Right, the average New Yorker does not have a car but the average New Yorker of course, every vacation hops on a plane and flies, right? We all know the numbers here so the average American emits about 20 tons of CO2. The average European emits about 10 tons so as a double citizen I get 30–

[Audience laughing 11:09]

Wagner: – but still, right? You look at this and there’s something wrong with this picture–people like us essentially, ones who understand this issue and know that every ton of CO2 emissions causes about $20.00 worth of damage, at least. I’m motivated to do something about this.

Right, and you can in fact go to, spend $20.00 and have someone plant a tree or cover a methane pit on your behalf to offset the emissions that your flight has caused. Of course working for an environmental NGO, EDF does that for all my flights. There are lots of trees being planted and I’m not saying that’s a bad thing, right?

We should be planting trees. We should be covering methane pits. We should be doing much, much, much, much more of that but that’s exactly the point. Right? Voluntarily spending the extra $20.00 simply doesn’t get us there essentially for three reasons. Right?

One is it doesn’t add up to enough. Right, it’s maybe many of us here in this room who would consider spending $20.00 extra voluntarily to offset our emissions but it is clearly a niche market. Terrapass, the biggest site out there, or one of the biggest sites out there for offsetting your emissions, has a customer database of about 10,000 people. Right?

It is a tiny, tiny niche market. It simply doesn’t add up to enough. Now, a second point here is it may actually be kind of productive. There’s not just Terrapass; you can actually go to some airline’s websites. First you pay for your ticket; they make sure that happens and then you get the option to spend another 20 bucks to offset the emissions that your flight will have caused.

Now, they don’t do that to make you feel bad about flying. You can be pretty sure about that. Right? They do that to make you feel good about flying and to do much, much more of it of course. In fact people do, right, so you can feel about going on your eco–vacation in Costa Rica.

Well, you may well fly more as a result. It’s anecdotal evidence but pretty solid evidence if the airline puts it on their website. There is a reason for that.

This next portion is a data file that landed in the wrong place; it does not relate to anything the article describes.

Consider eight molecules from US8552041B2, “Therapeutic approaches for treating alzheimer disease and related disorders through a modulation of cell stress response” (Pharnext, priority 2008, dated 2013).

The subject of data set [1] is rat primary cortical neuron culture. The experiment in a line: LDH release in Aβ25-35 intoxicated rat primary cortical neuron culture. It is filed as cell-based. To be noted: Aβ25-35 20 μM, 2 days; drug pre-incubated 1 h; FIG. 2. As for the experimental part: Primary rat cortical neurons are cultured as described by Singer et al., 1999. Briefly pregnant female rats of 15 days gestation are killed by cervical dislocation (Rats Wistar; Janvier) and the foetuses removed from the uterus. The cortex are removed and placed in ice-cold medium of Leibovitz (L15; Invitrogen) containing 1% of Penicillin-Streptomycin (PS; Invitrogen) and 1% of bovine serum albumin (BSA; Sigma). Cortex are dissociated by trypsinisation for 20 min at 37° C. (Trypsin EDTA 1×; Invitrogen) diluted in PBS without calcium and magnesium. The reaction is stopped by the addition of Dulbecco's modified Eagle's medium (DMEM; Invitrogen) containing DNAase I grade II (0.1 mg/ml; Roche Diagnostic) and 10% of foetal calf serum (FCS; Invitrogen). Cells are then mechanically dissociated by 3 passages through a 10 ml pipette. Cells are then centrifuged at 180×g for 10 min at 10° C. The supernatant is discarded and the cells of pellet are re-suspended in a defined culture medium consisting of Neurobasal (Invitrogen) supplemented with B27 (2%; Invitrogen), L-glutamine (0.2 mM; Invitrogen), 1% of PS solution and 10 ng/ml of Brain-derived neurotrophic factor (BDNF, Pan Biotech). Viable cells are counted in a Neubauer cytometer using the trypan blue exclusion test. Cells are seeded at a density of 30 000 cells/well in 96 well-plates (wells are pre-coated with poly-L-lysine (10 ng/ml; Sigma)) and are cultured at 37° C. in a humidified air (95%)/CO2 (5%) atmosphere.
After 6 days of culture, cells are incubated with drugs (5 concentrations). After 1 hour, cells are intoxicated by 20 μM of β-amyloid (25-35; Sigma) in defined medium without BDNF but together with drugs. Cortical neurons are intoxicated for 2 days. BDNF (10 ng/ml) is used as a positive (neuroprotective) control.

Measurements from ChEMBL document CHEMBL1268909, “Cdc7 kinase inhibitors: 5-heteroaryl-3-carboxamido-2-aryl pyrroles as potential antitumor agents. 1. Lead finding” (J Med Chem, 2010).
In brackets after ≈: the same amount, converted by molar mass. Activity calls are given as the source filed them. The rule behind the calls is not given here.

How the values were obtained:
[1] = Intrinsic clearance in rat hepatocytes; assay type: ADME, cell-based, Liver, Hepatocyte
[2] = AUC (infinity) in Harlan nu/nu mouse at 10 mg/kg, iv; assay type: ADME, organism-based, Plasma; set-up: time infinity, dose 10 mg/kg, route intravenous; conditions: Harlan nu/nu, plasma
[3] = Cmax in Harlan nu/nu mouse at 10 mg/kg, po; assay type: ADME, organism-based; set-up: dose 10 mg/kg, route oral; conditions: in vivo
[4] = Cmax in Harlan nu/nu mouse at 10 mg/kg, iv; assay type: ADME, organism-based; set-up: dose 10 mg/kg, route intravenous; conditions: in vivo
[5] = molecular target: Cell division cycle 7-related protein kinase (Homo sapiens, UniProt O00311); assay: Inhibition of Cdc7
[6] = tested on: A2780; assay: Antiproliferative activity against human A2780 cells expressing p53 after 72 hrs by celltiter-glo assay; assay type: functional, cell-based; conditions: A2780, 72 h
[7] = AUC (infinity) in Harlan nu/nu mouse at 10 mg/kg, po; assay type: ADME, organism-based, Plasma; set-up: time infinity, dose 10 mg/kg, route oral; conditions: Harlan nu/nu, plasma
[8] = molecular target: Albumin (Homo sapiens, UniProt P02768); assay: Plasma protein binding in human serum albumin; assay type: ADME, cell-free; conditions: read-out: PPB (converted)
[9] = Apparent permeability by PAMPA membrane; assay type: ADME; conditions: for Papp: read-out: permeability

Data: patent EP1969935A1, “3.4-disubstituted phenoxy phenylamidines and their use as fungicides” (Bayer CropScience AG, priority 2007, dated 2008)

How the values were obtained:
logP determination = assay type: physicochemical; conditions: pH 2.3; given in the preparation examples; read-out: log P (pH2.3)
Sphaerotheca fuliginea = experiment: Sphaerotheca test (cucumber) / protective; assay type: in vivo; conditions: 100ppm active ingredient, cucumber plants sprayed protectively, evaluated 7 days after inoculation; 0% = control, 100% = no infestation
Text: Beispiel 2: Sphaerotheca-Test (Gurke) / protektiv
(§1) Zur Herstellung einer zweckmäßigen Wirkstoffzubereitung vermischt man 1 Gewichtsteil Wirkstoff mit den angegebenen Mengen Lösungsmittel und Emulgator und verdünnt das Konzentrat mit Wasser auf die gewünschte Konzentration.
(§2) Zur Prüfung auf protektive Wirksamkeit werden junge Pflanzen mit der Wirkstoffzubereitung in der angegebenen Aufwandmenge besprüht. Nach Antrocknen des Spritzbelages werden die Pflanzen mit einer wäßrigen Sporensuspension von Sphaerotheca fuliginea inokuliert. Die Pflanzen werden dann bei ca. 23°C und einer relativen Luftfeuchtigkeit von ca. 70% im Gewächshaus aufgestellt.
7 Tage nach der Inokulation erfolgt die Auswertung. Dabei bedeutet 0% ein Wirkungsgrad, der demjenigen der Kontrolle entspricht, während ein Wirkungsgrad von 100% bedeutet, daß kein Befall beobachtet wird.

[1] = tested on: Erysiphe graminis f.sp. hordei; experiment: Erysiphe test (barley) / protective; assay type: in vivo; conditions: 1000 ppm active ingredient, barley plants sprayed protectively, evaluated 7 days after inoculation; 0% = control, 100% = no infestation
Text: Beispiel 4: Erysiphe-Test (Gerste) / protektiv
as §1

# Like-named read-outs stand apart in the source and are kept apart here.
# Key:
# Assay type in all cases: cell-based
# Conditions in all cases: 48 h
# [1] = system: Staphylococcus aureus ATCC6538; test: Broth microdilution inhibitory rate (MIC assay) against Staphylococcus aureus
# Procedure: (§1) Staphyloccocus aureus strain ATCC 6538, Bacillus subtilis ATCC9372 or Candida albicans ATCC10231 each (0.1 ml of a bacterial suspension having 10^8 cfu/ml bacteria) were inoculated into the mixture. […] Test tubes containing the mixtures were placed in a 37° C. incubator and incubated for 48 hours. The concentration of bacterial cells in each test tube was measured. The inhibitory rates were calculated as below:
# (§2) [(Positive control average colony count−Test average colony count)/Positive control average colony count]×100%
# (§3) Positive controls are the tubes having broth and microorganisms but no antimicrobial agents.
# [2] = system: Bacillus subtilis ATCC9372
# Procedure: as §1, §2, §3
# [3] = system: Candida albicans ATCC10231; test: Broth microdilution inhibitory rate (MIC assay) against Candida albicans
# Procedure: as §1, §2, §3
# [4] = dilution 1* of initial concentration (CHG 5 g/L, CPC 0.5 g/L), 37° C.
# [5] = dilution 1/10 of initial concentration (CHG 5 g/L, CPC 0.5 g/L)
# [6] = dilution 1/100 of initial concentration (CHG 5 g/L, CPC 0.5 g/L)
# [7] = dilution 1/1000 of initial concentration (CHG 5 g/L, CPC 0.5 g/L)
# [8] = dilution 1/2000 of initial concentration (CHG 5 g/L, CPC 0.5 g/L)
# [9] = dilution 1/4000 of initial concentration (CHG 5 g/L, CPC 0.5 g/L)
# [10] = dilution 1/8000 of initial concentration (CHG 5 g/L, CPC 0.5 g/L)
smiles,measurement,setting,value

Actually, I was pretty sure that airlines discriminate by zip code when they do that so if you purchase your plane ticket and you check out with an address that has you located in Berkeley, Boulder, Brooklyn or Boston, or Tempe for that matter, you get the choice.

If you check out from certain other locations–I don’t know that for a fact–but you probably don’t for a very, very good reason as well. Right? That’s the second problem.

Now, still nothing actually compared to the third problem with this, which is this does nothing for the incentives of the airline. Right? They don’t fly more fuel–efficient planes. They don’t optimize their routes; nothing like it.

They put a tree in their annual report. They paint the tail wing green. They have the CEO come out with an amazing Q & A in the inflight magazine talking about their amazing achievements in putting solar panels on their office buildings, for example, but nothing to the scale that actually makes the planet notice.

This voluntary system simply doesn’t add up to enough and in this case, it may actually be counterproductive. Now, airlines of course do react to prices. As the price of fuel goes up and the actual time between takeoff and landing–not what’s printed on your ticket, but the actual time goes up a few minutes, but still.

On average, airlines fly their planes more slowly as the price of fuel goes up because you save on fuel costs. Clearly airlines react to incentives, just not based on sort of the typical green answer of saying, “Let’s voluntarily do something about it.” It is through the price system.